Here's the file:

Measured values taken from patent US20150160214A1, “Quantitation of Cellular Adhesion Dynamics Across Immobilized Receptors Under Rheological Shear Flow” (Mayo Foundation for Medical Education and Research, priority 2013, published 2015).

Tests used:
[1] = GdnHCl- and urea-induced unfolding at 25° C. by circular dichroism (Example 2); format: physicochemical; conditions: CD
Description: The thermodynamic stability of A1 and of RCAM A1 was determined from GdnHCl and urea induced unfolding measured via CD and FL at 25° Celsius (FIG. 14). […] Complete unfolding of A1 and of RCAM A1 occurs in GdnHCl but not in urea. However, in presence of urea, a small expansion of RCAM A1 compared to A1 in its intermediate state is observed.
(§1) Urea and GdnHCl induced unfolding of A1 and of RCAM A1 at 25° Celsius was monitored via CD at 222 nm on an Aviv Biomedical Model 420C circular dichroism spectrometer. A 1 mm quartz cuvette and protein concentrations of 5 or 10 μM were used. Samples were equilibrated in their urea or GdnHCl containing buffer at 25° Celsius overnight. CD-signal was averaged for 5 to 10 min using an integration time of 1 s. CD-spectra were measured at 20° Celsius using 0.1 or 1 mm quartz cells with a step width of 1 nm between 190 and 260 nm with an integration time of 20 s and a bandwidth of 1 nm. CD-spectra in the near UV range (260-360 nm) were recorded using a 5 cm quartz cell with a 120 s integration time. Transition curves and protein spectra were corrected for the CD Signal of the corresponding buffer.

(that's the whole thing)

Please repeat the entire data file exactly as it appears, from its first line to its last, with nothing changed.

Measured values taken from patent US20150160214A1, “Quantitation of Cellular Adhesion Dynamics Across Immobilized Receptors Under Rheological Shear Flow” (Mayo Foundation for Medical Education and Research, priority 2013, published 2015).

Tests used:
[1] = GdnHCl- and urea-induced unfolding at 25° C. by circular dichroism (Example 2); format: physicochemical; conditions: CD
Description: The thermodynamic stability of A1 and of RCAM A1 was determined from GdnHCl and urea induced unfolding measured via CD and FL at 25° Celsius (FIG. 14). […] Complete unfolding of A1 and of RCAM A1 occurs in GdnHCl but not in urea. However, in presence of urea, a small expansion of RCAM A1 compared to A1 in its intermediate state is observed.
(§1) Urea and GdnHCl induced unfolding of A1 and of RCAM A1 at 25° Celsius was monitored via CD at 222 nm on an Aviv Biomedical Model 420C circular dichroism spectrometer. A 1 mm quartz cuvette and protein concentrations of 5 or 10 μM were used. Samples were equilibrated in their urea or GdnHCl containing buffer at 25° Celsius overnight. CD-signal was averaged for 5 to 10 min using an integration time of 1 s. CD-spectra were measured at 20° Celsius using 0.1 or 1 mm quartz cells with a step width of 1 nm between 190 and 260 nm with an integration time of 20 s and a bandwidth of 1 nm. CD-spectra in the near UV range (260-360 nm) were recorded using a 5 cm quartz cell with a 120 s integration time. Transition curves and protein spectra were corrected for the CD Signal of the corresponding buffer.